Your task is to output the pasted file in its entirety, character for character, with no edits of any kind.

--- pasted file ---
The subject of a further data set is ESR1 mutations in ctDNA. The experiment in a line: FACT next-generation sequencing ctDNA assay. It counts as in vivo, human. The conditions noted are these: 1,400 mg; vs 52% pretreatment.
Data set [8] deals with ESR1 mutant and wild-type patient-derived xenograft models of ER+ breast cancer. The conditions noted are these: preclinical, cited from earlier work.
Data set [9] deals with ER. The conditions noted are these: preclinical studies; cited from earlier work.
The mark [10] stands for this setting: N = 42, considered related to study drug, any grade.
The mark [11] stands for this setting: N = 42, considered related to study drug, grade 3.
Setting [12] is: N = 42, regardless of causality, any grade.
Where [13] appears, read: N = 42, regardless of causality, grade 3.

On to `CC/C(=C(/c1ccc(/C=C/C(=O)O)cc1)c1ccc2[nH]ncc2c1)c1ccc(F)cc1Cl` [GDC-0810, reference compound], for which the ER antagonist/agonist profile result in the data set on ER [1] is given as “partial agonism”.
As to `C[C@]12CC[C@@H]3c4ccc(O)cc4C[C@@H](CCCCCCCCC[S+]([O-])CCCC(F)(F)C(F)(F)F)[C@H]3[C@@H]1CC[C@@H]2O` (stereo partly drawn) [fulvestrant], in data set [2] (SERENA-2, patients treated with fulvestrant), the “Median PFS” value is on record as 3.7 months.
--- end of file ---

The subject of a further data set is ESR1 mutations in ctDNA. The experiment in a line: FACT next-generation sequencing ctDNA assay. It counts as in vivo, human. The conditions noted are these: 1,400 mg; vs 52% pretreatment.
Data set [8] deals with ESR1 mutant and wild-type patient-derived xenograft models of ER+ breast cancer. The conditions noted are these: preclinical, cited from earlier work.
Data set [9] deals with ER. The conditions noted are these: preclinical studies; cited from earlier work.
The mark [10] stands for this setting: N = 42, considered related to study drug, any grade.
The mark [11] stands for this setting: N = 42, considered related to study drug, grade 3.
Setting [12] is: N = 42, regardless of causality, any grade.
Where [13] appears, read: N = 42, regardless of causality, grade 3.

On to `CC/C(=C(/c1ccc(/C=C/C(=O)O)cc1)c1ccc2[nH]ncc2c1)c1ccc(F)cc1Cl` [GDC-0810, reference compound], for which the ER antagonist/agonist profile result in the data set on ER [1] is given as “partial agonism”.
As to `C[C@]12CC[C@@H]3c4ccc(O)cc4C[C@@H](CCCCCCCCC[S+]([O-])CCCC(F)(F)C(F)(F)F)[C@H]3[C@@H]1CC[C@@H]2O` (stereo partly drawn) [fulvestrant], in data set [2] (SERENA-2, patients treated with fulvestrant), the “Median PFS” value is on record as 3.7 months.